Although there are many curriculums and places that will teach you to ride a motorcycle, The curriculum I use was developed by the Motorcycle Safety Foundation (MSF). Although the MSF is headquartered in California, they have training sites all over the United States. Specifically, I teach for the Pennsylvania Motorcycle Safety Program (PAMSP).
The MSF offers many different classes for may different kinds of people. Some classes are done in a classroom setting only. The class called Intersection was designed for people who have no intentions on riding a motorcycle, but want to be more aware of motorcyclists on the road.
The class they are probably best known for is the Basic RiderCourse (BRC). Currently, the BRC runs 15 hours, of which 5 are in a classroom setting and the other 10 are practicing on a motorcycle in a low-speed, controlled environment. (Note that the motorcycle and helmet can be provided, so you can take the class without fully committing to riding.)
The BRC is designed for beginners (people who have never been on a motorcycle before or have limited riding time), but I have taught people who have been riding for decades who told me after the class that they still learned a lot and were glad they took the course. Other people, after taking the class, decided that motorcycle riding was not for them, but they can use many of the skills they learned when driving a car.
In some states (including Pennsylvania), successful completion of the BRC will automatically earn you your motorcycle license if you don’t already have it. The cost varies from state to state and location to location. In Pennsylvania, there is no additional cost to residents (the cost is paid through obtaining your permit and renewing your license, so “free” when you sign up). Out-of-state residents currently pay $250 to take it in PA (and we cannot license out-of-state residents).
Pennsylvania and the MSF also offer more advanced courses. For example, the Basic RiderCourse 2 is a 6 hour training done on your own bike. Cost is free to PA residents, $150 for out-of-state residents, and successful completion can earn you your motorcycle license.
For people who ride motorcycles, I recommend taking the BRC at least once in your lifetime, and to take the BRC2 at least once a year and whenever you get a new motorcycle. Research has shown that we tend to use the knowledge from safety courses for about 6 months after the course. Taking the BRC2 once a year keeps that information fresh in our mind. Also, since the BRC2 is taken on your own motorcycle, taking it when you get a new motorcycle will help you learn its control and operation is a low-speed, controlled environment. If you ride with a passenger, or if you are a passenger, the two of you can take the BRC2 together so the rider can feel and learn the differences of riding with a passenger and the passenger can better learn what they can do to maintain safety on the motorcycle.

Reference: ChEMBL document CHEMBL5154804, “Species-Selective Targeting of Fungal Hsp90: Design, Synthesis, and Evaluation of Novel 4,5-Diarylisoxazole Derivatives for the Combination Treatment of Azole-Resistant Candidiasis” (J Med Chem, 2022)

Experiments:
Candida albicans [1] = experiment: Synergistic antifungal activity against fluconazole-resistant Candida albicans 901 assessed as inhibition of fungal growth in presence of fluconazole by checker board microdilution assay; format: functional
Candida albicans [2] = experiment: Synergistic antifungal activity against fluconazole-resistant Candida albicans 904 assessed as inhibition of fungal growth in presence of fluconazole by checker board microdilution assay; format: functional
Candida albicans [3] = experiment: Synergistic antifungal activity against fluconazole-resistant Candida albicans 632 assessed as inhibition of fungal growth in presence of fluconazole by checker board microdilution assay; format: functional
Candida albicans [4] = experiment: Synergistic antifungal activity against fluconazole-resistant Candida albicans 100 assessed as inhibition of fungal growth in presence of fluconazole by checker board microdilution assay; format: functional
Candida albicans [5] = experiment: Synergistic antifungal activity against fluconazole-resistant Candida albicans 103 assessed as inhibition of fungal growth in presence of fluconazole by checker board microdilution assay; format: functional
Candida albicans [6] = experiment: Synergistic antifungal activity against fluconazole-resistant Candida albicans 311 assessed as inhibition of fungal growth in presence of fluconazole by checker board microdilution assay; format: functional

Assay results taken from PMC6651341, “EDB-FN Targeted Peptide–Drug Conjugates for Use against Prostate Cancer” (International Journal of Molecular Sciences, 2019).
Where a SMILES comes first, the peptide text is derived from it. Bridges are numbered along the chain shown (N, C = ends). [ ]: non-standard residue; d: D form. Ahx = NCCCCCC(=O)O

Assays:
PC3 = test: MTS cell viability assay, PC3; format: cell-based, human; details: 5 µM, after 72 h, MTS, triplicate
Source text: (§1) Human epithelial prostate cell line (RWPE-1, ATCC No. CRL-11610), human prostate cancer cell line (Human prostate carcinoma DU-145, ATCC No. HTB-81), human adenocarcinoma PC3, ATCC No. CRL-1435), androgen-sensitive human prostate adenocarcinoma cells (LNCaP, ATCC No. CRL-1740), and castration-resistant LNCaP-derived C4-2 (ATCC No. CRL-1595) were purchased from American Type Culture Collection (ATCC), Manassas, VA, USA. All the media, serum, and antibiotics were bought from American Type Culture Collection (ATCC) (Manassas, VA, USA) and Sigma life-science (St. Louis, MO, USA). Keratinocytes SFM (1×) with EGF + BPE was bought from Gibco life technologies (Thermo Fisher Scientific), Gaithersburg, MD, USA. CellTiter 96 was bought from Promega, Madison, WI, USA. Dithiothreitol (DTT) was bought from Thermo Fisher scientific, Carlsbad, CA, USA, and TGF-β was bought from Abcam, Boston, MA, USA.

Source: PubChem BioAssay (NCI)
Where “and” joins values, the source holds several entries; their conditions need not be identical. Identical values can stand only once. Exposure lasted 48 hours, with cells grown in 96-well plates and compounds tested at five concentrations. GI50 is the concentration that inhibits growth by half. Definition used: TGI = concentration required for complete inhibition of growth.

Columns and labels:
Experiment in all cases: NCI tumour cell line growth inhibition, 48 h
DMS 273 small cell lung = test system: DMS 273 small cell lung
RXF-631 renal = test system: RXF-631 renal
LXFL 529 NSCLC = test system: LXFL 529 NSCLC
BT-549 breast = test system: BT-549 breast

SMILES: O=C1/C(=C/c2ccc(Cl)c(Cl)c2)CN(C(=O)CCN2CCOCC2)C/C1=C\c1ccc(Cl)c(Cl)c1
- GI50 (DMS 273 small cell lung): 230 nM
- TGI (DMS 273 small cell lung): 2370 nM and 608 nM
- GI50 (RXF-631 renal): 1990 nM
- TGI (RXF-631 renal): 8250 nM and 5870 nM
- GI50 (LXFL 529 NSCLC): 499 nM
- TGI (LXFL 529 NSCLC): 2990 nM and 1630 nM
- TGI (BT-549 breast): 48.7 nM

Do you ride? If so, what do you ride? Have you taken any safety course for riding?Do you want to learn how to ride? Tell me in the comments.
Dan Miller Said that to become an expert in any topic, we just need to read three books on the topic. Personally, I love reading. When I have some down time, I usually grab a book.
But I know that some don’t like reading. Other people cannot motivate themselves to read. Yet others may need help to understand what they are reading.
One option is to take a class through your local college.
The option of taking a class can help to alleviate some of these issues. The structure of the class would require a certain number of pages to be read each week. The professor usually assigns additional work outside of class to help aid the learning, and then is also available during office hours, before class, during class, and after class to help explain the content.
And the fact that you have to pay for the class gives additional motivation to successfully learn the material instead of wasting your money.
Many college will offer classes that run an entire semester (usually 16 weeks) in addition to shorter classes for enrichment.
Locally, our Penn State extension, the Williamsport Center is offering several classes, including STAT 100 (which is being taught by me). STAT 100 is a full semester class (one 3 hour class each week on Wednesday night for 16 weeks). The Pennsylvania College of Technology is offering an introductory blog class (which is being taught by my wife). The class, Get Your Blog On, is 3 hours a day for two consecutive Saturdays.